The plaintiffs suggest that restrictions, inherent in segregation, on their opportunity to attend general religious services and to associate with members of the general population are such as to require the imposition of procedural due process. It is also apparent from their brief that they would make a similar Sixth Amendment claim due to the limitation segregation necessarily places on their access to the prison law library. It is beyond doubt that the Constitution's First and Sixth Amendment freedoms extend inside prison walls. Bounds v. Smith, 430 U.S. 817, 97 S.Ct. 1491, 52 L.Ed.2d 72 (1977); Procunier v. Martinez, 416 U.S. 396, 94 S.Ct. 1800, 40 L.Ed.2d 224 (1974), and Cruz v. Beto, 405 U.S. 319, 92 S.Ct. 1079, 31 L.Ed.2d 263 (1972). However, it is equally clear that the Supreme Court gives substantial leeway to the discretion of prison authorities in this regard. As long as adequate alternatives are available in light of legitimate penological objectives, a limitation on a prisoner's constitutional rights will not be deemed impermissible. Pell v. Procunier, 417 U.S. 817, 94 S.Ct. 2800, 41 L.Ed.2d 495 (1974). All that is required is reasonable accommodation. Cruz v. Beto, 405 U.S. at 322, 92 S.Ct. 1079 n. 2. Thus, to the extent segregation was properly imposed, all the state would need to establish here is some opportunity for the plaintiffs to exercise the protected rights. This much was shown through the Revis affidavits, at least with respect to the Pontiac and Stateville plaintiffs. A fair reading of the affidavits would net the same result as to the Menard plaintiffs who were also segregated in Stateville. The reasonable inference is that the same policy extended to the Joliet plaintiffs as to whom no affidavits were submitted on this point. The contention of plaintiffs is without merit.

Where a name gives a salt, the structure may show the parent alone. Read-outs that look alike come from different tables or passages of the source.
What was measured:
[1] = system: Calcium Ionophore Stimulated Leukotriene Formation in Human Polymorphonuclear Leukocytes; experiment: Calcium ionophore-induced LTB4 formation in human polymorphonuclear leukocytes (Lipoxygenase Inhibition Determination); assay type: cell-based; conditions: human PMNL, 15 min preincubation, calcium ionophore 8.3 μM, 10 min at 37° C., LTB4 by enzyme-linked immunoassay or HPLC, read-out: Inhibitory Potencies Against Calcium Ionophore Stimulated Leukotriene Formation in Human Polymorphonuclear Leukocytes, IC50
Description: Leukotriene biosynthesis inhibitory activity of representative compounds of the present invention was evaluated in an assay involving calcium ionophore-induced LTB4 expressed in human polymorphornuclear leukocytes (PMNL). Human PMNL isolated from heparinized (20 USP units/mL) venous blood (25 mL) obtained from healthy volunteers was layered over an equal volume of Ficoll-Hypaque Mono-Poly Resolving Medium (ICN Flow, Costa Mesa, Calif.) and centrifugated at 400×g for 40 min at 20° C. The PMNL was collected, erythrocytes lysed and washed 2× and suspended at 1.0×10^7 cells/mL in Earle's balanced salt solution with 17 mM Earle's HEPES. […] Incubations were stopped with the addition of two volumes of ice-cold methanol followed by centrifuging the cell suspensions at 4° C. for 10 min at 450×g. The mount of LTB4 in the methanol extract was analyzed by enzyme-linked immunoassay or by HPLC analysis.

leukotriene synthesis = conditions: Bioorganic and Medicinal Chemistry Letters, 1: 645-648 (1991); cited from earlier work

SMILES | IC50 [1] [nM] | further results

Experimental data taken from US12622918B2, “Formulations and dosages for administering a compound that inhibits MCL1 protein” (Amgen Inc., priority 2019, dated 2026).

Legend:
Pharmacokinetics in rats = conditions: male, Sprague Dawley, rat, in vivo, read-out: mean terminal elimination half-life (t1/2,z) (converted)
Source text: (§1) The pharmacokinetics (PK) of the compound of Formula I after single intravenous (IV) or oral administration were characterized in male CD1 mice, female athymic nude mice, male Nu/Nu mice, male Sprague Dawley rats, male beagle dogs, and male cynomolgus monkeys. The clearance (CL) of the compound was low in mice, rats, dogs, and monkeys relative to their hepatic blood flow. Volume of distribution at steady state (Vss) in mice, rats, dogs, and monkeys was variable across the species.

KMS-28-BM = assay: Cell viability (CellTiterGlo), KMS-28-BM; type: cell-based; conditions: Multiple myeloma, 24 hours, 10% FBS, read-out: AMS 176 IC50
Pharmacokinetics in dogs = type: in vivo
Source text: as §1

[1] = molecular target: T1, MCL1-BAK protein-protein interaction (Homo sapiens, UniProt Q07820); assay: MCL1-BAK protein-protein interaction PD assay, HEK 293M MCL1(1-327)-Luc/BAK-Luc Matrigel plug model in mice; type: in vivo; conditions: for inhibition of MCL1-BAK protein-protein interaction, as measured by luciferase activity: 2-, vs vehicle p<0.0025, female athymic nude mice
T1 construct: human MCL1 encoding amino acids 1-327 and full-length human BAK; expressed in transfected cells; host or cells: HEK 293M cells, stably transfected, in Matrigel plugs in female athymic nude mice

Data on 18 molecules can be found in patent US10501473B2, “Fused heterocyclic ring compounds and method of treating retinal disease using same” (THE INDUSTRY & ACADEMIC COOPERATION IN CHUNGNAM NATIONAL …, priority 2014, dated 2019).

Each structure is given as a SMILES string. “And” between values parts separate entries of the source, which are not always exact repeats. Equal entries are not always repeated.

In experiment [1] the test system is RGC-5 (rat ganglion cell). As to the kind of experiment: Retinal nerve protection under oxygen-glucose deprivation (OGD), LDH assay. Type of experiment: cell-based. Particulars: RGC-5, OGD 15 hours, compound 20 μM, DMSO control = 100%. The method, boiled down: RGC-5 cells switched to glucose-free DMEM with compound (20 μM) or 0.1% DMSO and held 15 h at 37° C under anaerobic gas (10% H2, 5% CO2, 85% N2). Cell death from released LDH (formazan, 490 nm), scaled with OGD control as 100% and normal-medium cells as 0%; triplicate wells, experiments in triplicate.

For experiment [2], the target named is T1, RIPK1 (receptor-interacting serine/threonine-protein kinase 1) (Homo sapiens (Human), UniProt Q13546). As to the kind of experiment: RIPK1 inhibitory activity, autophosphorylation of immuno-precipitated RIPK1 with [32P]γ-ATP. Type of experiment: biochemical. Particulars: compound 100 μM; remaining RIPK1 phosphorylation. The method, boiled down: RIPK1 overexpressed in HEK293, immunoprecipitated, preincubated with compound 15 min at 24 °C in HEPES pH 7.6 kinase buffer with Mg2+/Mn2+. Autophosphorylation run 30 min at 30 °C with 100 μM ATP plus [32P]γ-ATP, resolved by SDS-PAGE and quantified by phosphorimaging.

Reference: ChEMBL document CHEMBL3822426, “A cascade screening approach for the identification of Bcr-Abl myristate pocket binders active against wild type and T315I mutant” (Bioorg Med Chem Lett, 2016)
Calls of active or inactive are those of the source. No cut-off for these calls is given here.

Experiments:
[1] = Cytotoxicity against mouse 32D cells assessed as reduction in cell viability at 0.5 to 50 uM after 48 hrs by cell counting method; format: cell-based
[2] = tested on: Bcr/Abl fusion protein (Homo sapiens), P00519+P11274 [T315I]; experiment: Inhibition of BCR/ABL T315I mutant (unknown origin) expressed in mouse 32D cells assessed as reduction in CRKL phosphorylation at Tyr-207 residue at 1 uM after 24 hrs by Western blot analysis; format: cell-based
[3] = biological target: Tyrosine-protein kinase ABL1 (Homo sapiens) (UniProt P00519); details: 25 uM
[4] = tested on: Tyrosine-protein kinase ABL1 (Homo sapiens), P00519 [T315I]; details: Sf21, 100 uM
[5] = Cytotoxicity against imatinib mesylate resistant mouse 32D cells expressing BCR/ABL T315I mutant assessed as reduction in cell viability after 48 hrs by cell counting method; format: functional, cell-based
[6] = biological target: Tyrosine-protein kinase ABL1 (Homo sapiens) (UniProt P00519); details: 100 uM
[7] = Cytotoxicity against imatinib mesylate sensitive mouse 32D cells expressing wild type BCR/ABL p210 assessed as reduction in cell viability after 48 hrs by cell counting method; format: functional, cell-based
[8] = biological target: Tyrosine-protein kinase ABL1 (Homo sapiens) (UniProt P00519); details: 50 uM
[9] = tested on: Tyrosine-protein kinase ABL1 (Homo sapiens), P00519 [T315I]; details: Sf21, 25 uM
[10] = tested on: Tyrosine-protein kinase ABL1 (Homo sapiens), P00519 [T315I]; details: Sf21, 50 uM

II. Grievous Loss.
The second constitutional claim urged by the plaintiffs met its death knell under the Supreme Court's recent decisions in Meachum v. Fano, 427 U.S. 215, 96 S.Ct. 2532, 49 L.Ed.2d 451 (1976); Montanye v. Haymes, 427 U.S. 236, 96 S.Ct. 2543, 49 L.Ed.2d 466 (1976), and Moody v. Daggett, 429 U.S. 78, 97 S.Ct. 274, 50 L.Ed.2d 236 (1976).
Under the grievous loss theory, the deleterious impact of a particular deprivation upon a prisoner's residuum of liberty could be so significant as to trigger the procedural protections engrained in the Fourteenth Amendment. A prime example of the application of the grievous loss theory may be found in United States ex rel. Miller v. Twomey, 479 F.2d 701 (7th Cir. 1973), cert. denied, 414 U.S. 1146, 94 S.Ct. 900, 39 L.Ed.2d 102 (1974), in which this Circuit held that prolonged segregatory confinement constituted a grievous loss necessitating the procedural protections of the Fourteenth Amendment.